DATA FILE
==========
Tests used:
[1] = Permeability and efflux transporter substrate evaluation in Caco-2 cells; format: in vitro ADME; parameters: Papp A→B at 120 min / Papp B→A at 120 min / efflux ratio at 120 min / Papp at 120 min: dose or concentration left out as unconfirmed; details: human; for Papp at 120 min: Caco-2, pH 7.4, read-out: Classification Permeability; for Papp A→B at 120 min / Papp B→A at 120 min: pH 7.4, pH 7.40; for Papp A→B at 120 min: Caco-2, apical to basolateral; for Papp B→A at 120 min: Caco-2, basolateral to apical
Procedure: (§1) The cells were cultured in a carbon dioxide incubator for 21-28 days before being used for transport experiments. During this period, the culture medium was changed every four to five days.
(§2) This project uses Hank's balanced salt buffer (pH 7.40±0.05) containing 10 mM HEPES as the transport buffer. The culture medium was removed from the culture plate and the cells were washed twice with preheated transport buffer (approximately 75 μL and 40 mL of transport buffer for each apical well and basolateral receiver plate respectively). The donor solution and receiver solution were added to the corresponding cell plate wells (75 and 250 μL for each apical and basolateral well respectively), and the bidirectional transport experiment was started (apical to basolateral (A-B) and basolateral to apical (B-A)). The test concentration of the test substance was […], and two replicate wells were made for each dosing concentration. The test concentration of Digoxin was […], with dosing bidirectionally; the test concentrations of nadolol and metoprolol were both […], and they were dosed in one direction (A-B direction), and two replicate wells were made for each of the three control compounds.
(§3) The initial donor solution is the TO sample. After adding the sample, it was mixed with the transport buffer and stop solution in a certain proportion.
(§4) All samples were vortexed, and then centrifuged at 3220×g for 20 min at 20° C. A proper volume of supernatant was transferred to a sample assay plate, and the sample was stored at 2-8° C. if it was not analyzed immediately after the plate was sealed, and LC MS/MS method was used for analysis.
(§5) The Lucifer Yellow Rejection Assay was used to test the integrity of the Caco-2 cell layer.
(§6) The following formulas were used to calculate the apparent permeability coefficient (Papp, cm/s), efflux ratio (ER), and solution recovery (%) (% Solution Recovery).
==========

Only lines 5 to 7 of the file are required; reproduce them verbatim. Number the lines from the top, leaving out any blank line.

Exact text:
(§3) The initial donor solution is the TO sample. After adding the sample, it was mixed with the transport buffer and stop solution in a certain proportion.
(§4) All samples were vortexed, and then centrifuged at 3220×g for 20 min at 20° C. A proper volume of supernatant was transferred to a sample assay plate, and the sample was stored at 2-8° C. if it was not analyzed immediately after the plate was sealed, and LC MS/MS method was used for analysis.
(§5) The Lucifer Yellow Rejection Assay was used to test the integrity of the Caco-2 cell layer.